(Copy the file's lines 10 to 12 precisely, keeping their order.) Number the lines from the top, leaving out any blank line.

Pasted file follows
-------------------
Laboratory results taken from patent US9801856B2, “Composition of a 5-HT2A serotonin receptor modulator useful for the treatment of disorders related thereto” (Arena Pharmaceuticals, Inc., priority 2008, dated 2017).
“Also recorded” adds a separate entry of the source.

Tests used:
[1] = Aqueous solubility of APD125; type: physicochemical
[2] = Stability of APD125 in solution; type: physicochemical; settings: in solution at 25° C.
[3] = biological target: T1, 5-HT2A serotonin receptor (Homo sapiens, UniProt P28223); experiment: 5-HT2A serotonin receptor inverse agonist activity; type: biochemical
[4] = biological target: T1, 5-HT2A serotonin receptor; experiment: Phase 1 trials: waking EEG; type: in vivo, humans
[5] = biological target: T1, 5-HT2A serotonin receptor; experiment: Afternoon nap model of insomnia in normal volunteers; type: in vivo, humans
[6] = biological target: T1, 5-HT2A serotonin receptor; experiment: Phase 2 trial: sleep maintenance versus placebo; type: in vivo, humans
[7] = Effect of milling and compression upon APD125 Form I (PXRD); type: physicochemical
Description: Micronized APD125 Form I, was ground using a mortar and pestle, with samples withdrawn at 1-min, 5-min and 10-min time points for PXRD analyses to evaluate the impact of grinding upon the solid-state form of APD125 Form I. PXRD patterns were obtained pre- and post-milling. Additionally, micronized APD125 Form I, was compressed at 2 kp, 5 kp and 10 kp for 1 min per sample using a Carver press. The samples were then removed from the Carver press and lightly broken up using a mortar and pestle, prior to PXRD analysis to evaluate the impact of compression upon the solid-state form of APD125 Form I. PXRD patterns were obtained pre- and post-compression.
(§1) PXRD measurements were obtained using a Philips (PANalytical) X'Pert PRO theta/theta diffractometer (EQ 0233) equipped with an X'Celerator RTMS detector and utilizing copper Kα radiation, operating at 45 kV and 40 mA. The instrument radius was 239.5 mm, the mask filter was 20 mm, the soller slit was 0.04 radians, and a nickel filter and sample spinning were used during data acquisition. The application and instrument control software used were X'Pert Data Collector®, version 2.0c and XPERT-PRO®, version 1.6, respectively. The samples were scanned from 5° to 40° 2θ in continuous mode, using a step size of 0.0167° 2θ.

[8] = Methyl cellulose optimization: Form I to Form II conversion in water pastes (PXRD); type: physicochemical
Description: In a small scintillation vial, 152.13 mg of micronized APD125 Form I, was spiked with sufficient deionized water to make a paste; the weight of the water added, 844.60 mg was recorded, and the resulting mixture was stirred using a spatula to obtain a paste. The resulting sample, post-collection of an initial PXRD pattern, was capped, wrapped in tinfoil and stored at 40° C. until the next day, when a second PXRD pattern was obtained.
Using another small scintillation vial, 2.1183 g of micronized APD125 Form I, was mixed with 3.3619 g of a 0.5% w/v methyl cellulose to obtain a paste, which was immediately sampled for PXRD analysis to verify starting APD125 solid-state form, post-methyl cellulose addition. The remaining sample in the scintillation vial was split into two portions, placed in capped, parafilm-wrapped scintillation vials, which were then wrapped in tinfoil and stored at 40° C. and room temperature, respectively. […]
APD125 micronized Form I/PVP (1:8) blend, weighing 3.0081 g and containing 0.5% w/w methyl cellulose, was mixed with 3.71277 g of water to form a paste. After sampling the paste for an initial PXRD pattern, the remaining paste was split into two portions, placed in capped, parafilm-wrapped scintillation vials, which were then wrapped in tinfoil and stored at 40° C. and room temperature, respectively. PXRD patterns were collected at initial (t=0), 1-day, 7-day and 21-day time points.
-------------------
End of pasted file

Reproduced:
[7] = Effect of milling and compression upon APD125 Form I (PXRD); type: physicochemical
Description: Micronized APD125 Form I, was ground using a mortar and pestle, with samples withdrawn at 1-min, 5-min and 10-min time points for PXRD analyses to evaluate the impact of grinding upon the solid-state form of APD125 Form I. PXRD patterns were obtained pre- and post-milling. Additionally, micronized APD125 Form I, was compressed at 2 kp, 5 kp and 10 kp for 1 min per sample using a Carver press. The samples were then removed from the Carver press and lightly broken up using a mortar and pestle, prior to PXRD analysis to evaluate the impact of compression upon the solid-state form of APD125 Form I. PXRD patterns were obtained pre- and post-compression.
(§1) PXRD measurements were obtained using a Philips (PANalytical) X'Pert PRO theta/theta diffractometer (EQ 0233) equipped with an X'Celerator RTMS detector and utilizing copper Kα radiation, operating at 45 kV and 40 mA. The instrument radius was 239.5 mm, the mask filter was 20 mm, the soller slit was 0.04 radians, and a nickel filter and sample spinning were used during data acquisition. The application and instrument control software used were X'Pert Data Collector®, version 2.0c and XPERT-PRO®, version 1.6, respectively. The samples were scanned from 5° to 40° 2θ in continuous mode, using a step size of 0.0167° 2θ.